A different equation opens in MathType than the one double-clicked in Word

The information on this page applies to:
MathType for Windows and Mac• All supported versions of Word for Windows and Mac

After opening a previously saved Word file containing MathType equations, you double-click an equation to edit it. The equation that appears in MathType is different than the one you double-clicked in Word.

The equation you double-clicked is not the one that opened in MathType.

In any Microsoft Word document with MathType equations, there are two sets of data that synchronize to make up the equation objects. Those two types of data are WMF data, which stands for Windows metafile, and MTEF, or MathType equation format data. Windows looks at the WMF data and MathType looks at the MTEF data. Both types of data are synchronized under normal circumstances, but the data in the files you're working with has become unsynchronized, or broken.

This is how the break in data occurs…

When users copy equation objects from one Microsoft Word document to another, or even copy and paste an equation object within a Word document, this can cause the problem. Microsoft Word will try its best to interpret both sets of data, but sometimes fails to do so. It has trouble interpreting the MTEF data, and breaks the equation object. It is best practice when copying an equation out of Word, to open MathType via 'Insert Inline Equation' (or other command), then paste the equation into MathType and close MathType. As a result, MathType will insert the equation into the Word document. The two sets of data in Word are synchronized when inserted this way, and tend to remain synchronized.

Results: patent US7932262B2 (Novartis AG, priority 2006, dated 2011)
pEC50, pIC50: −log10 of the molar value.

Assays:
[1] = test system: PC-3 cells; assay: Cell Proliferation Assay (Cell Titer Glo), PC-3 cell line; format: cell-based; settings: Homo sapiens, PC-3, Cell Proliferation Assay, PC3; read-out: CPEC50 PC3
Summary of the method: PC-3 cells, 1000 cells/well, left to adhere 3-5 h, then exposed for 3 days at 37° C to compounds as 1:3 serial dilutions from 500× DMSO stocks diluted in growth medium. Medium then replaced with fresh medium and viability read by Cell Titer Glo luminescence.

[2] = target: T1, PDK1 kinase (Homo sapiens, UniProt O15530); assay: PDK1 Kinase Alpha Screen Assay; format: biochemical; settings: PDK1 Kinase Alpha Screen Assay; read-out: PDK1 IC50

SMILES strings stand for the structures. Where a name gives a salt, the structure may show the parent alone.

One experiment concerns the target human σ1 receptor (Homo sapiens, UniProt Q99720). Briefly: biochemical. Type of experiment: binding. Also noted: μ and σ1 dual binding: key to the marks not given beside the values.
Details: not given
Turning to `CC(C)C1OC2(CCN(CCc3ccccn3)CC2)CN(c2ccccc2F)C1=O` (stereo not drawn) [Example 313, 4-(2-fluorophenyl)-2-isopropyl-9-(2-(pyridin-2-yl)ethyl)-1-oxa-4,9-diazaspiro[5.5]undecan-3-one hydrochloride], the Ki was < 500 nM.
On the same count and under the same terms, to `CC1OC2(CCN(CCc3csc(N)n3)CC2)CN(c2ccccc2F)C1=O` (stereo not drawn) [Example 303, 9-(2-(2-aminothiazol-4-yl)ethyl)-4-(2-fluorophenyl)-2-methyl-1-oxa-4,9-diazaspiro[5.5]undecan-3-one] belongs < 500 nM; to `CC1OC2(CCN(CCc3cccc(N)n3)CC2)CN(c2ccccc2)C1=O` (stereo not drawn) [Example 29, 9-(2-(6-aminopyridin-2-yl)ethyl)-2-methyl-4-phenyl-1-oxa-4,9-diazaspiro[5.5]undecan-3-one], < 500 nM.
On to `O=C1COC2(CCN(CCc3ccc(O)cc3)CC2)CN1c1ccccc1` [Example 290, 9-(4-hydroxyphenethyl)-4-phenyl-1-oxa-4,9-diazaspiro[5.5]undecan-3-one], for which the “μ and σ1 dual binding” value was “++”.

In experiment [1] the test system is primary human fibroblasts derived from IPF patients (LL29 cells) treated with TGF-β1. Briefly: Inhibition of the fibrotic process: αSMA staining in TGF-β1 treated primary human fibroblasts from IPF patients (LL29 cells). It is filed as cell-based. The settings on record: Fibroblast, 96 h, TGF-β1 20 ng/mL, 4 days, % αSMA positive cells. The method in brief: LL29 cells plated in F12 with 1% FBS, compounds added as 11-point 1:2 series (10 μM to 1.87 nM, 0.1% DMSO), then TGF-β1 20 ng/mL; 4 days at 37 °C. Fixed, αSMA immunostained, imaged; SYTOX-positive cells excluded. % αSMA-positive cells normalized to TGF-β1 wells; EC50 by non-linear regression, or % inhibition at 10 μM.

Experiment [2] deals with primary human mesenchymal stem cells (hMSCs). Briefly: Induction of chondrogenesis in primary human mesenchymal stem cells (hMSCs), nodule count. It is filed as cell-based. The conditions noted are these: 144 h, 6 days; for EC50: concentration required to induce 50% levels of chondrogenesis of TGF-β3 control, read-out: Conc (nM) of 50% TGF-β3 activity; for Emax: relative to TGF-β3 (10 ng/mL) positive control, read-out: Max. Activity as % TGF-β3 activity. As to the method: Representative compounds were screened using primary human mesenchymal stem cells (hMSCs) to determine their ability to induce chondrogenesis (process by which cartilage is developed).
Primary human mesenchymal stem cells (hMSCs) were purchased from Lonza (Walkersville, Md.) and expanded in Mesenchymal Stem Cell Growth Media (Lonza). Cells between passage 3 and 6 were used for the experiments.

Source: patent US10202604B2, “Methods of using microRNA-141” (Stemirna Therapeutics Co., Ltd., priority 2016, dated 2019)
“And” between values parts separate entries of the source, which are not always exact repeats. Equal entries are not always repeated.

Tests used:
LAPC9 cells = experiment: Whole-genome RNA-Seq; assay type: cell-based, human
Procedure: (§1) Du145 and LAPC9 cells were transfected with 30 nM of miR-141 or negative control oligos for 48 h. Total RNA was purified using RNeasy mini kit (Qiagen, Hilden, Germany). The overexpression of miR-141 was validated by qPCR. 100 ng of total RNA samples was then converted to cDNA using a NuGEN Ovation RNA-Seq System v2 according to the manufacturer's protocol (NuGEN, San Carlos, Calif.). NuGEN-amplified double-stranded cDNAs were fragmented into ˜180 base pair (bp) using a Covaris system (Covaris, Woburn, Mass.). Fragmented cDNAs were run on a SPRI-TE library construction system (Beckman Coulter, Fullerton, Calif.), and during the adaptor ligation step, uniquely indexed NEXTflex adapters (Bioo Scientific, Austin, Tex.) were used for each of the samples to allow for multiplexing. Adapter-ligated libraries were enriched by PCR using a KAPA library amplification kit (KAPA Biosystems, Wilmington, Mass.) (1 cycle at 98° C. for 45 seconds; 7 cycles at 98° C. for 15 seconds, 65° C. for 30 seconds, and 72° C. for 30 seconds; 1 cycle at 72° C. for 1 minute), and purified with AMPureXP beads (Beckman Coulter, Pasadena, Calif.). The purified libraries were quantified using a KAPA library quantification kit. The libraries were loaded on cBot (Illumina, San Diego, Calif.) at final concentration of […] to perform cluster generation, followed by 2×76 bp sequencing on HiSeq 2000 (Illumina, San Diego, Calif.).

The best way to perform copy/paste operations and ensure these problems don't happen is to follow these steps when you want to re-use an equation in a document:

  • Copy the desired equation from the Word document.
  • Use the 'Insert Inline' (or just 'Inline') equation button in Word to launch MathType where you need to paste the equation.
  • Paste the equation into MathType and close MathType.
  • The equation will now be in the document at the desired location.

Note that generally this is caused by copying a MathType equation from one place in a document and pasting it into another place in the document, or into a different document, then perhaps double-clicking to edit it. Therefore, following the process above is the best way to prevent this problem (copy the equation and paste it into MathType — do not paste it directly into Word).

With respect to repairing or recovering the affected equations, unfortunately we have not found a way to do so. You must re-type the equations in order to correct them. This is an issue we continue to investigate, but so far we know of no way to prevent this from happening, nor to recover the equations, except by following the steps above.


We hope this has been helpful. As always, please let us know if you have questions about this, or if you have additional techniques that work. We'd love to hear from you.